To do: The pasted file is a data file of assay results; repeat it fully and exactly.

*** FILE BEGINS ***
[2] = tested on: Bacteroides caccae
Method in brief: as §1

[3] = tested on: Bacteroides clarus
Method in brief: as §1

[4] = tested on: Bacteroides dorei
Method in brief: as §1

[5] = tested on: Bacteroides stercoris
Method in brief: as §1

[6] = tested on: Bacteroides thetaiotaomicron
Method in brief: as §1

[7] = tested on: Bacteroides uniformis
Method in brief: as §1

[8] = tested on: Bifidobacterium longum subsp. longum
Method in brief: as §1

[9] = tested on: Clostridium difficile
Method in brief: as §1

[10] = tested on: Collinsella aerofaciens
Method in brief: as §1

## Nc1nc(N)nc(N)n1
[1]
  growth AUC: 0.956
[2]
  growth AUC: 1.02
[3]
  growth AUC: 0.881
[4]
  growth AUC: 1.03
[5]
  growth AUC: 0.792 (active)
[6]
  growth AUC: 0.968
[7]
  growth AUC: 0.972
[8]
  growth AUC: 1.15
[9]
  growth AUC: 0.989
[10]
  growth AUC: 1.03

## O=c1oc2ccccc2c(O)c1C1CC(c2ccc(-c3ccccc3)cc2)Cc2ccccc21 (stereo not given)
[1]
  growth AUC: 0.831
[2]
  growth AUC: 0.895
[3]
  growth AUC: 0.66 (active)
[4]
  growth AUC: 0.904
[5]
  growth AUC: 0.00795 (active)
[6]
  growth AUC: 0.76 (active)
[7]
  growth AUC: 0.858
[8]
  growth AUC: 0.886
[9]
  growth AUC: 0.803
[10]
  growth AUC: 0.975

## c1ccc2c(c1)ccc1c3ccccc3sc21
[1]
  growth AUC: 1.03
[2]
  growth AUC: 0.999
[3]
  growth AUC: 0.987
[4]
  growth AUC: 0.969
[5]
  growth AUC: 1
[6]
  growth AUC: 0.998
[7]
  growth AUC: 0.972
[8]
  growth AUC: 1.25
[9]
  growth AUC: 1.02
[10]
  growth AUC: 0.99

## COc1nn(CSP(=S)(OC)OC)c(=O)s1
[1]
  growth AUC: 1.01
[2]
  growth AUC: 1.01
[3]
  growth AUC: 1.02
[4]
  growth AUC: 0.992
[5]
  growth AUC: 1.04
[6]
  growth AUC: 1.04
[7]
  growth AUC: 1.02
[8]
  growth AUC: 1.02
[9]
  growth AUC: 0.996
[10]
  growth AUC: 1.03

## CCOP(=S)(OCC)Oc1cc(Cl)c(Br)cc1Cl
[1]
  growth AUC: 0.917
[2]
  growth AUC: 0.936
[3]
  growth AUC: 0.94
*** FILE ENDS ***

[2] = tested on: Bacteroides caccae
Method in brief: as §1

[3] = tested on: Bacteroides clarus
Method in brief: as §1

[4] = tested on: Bacteroides dorei
Method in brief: as §1

[5] = tested on: Bacteroides stercoris
Method in brief: as §1

[6] = tested on: Bacteroides thetaiotaomicron
Method in brief: as §1

[7] = tested on: Bacteroides uniformis
Method in brief: as §1

[8] = tested on: Bifidobacterium longum subsp. longum
Method in brief: as §1

[9] = tested on: Clostridium difficile
Method in brief: as §1

[10] = tested on: Collinsella aerofaciens
Method in brief: as §1

## Nc1nc(N)nc(N)n1
[1]
  growth AUC: 0.956
[2]
  growth AUC: 1.02
[3]
  growth AUC: 0.881
[4]
  growth AUC: 1.03
[5]
  growth AUC: 0.792 (active)
[6]
  growth AUC: 0.968
[7]
  growth AUC: 0.972
[8]
  growth AUC: 1.15
[9]
  growth AUC: 0.989
[10]
  growth AUC: 1.03

## O=c1oc2ccccc2c(O)c1C1CC(c2ccc(-c3ccccc3)cc2)Cc2ccccc21 (stereo not given)
[1]
  growth AUC: 0.831
[2]
  growth AUC: 0.895
[3]
  growth AUC: 0.66 (active)
[4]
  growth AUC: 0.904
[5]
  growth AUC: 0.00795 (active)
[6]
  growth AUC: 0.76 (active)
[7]
  growth AUC: 0.858
[8]
  growth AUC: 0.886
[9]
  growth AUC: 0.803
[10]
  growth AUC: 0.975

## c1ccc2c(c1)ccc1c3ccccc3sc21
[1]
  growth AUC: 1.03
[2]
  growth AUC: 0.999
[3]
  growth AUC: 0.987
[4]
  growth AUC: 0.969
[5]
  growth AUC: 1
[6]
  growth AUC: 0.998
[7]
  growth AUC: 0.972
[8]
  growth AUC: 1.25
[9]
  growth AUC: 1.02
[10]
  growth AUC: 0.99

## COc1nn(CSP(=S)(OC)OC)c(=O)s1
[1]
  growth AUC: 1.01
[2]
  growth AUC: 1.01
[3]
  growth AUC: 1.02
[4]
  growth AUC: 0.992
[5]
  growth AUC: 1.04
[6]
  growth AUC: 1.04
[7]
  growth AUC: 1.02
[8]
  growth AUC: 1.02
[9]
  growth AUC: 0.996
[10]
  growth AUC: 1.03

## CCOP(=S)(OCC)Oc1cc(Cl)c(Br)cc1Cl
[1]
  growth AUC: 0.917
[2]
  growth AUC: 0.936
[3]
  growth AUC: 0.94